And even if there are more visitors, why should they need a ‘centre’. Really, a visitors’ centre: how quaint, how very 1980s. Just like shoulder pads, and equally pointless. Perhaps someone could take aside whoever was responsible for this proposal, and let him/her know that since that era a marvellous thing called the internet has been invented. That most people today have a mobile phone. And that an app on this instrument would easily carry all the information visitors would ever need, without the construction of a ‘centre’, thereby saving Irish taxpayers the best part of €15 million.
Be aware that the expenditure won’t end there. Inevitably, admission charges will be introduced to a location that has hitherto been free to access. Furthermore, long after the person responsible for the scheme has retired on an index-linked public service pension, the rest of the country will still be paying: for the cost of staff, for insurance, for security, for maintenance. Ah yes, the maintenance. Look at the pictures here and see just how much concern South Dublin County Council and Coillte have hitherto shown for the maintenance of a building to which they wish to invite so many more visitors. The Hell Fire Club is in a pitiful condition, a graffiti-scrawled, litter-filled mess that shows scant evidence of any engagement on the part of those responsible for its care. South Dublin County Council and Coillte could save themselves, and the rest of the country, a great deal of money and aggravation – as well as helping the environment – by looking after what already exists. William Conolly erected an extravagant folly here in 1725. There’s no need for a second one today.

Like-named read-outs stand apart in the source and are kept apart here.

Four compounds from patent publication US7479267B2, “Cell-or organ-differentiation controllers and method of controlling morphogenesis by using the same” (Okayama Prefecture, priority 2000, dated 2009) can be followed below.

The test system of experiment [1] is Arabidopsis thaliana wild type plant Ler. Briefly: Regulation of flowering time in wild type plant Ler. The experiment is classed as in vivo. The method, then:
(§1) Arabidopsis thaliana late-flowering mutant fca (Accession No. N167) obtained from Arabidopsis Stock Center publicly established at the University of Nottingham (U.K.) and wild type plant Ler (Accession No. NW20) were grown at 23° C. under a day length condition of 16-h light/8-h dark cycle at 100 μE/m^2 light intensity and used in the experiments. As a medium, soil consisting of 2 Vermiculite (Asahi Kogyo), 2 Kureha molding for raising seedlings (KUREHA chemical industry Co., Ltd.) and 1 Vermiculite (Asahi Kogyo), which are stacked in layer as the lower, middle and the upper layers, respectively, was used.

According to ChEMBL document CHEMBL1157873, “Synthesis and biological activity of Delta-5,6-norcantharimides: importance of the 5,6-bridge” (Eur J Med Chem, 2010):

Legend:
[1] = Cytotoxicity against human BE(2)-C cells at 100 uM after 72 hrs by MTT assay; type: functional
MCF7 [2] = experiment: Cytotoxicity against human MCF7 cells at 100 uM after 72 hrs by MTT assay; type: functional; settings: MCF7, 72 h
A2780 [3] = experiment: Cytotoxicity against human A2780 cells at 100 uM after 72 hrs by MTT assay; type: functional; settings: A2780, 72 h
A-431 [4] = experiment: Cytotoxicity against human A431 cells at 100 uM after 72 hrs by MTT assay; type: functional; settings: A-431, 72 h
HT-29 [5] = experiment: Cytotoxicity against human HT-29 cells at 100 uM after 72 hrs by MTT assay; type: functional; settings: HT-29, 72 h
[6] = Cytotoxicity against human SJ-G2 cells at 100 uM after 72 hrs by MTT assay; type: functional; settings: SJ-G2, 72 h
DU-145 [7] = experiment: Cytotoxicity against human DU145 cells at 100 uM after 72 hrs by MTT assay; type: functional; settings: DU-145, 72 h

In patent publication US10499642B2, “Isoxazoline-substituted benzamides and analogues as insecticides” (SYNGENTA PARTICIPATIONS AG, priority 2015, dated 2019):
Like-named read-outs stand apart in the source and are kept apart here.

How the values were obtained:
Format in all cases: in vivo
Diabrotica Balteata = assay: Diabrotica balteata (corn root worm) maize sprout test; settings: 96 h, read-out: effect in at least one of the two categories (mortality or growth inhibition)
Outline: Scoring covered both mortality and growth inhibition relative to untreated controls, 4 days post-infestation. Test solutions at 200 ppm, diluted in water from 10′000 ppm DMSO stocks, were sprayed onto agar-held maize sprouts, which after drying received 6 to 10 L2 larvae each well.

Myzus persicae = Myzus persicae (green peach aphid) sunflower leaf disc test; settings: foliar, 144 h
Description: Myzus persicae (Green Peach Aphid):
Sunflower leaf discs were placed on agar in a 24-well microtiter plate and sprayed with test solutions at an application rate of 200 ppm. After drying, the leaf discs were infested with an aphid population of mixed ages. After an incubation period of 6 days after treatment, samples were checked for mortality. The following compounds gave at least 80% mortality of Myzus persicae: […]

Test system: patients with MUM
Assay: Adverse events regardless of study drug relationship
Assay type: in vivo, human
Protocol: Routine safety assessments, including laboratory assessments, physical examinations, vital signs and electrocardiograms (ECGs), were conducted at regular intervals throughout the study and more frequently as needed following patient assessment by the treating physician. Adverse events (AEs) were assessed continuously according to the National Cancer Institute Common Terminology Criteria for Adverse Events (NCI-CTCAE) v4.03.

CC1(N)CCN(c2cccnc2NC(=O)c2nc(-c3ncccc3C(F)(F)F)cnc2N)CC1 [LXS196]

The Hellfire Massy Residents Association is a voluntary body campaigning to stop this scheme going ahead. It can be contacted via twitter (Hellfire Massy Residents Association (@HellfireMassy) / Twitter) and Facebook ((5) Hellfire Massy Residents Association | Facebook) and also has a petition on change.org (Petition · Save the Hellfire & Massy’s Wood · Change.org